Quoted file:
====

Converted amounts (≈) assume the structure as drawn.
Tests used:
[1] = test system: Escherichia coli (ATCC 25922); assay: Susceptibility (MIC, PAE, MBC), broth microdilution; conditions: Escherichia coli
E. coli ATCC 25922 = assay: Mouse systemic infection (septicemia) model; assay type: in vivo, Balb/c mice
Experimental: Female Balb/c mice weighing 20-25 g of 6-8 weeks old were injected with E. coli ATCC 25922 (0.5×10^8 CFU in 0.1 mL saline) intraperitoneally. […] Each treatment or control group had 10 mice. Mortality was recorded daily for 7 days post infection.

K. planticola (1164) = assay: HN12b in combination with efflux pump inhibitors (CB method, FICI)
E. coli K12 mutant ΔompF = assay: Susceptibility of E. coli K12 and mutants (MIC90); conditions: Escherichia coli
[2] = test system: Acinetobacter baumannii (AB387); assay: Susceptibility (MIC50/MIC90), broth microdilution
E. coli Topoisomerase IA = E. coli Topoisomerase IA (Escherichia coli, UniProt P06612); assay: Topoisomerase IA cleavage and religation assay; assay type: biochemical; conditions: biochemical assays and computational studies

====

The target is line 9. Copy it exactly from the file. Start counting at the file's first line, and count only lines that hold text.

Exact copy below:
E. coli Topoisomerase IA = E. coli Topoisomerase IA (Escherichia coli, UniProt P06612); assay: Topoisomerase IA cleavage and religation assay; assay type: biochemical; conditions: biochemical assays and computational studies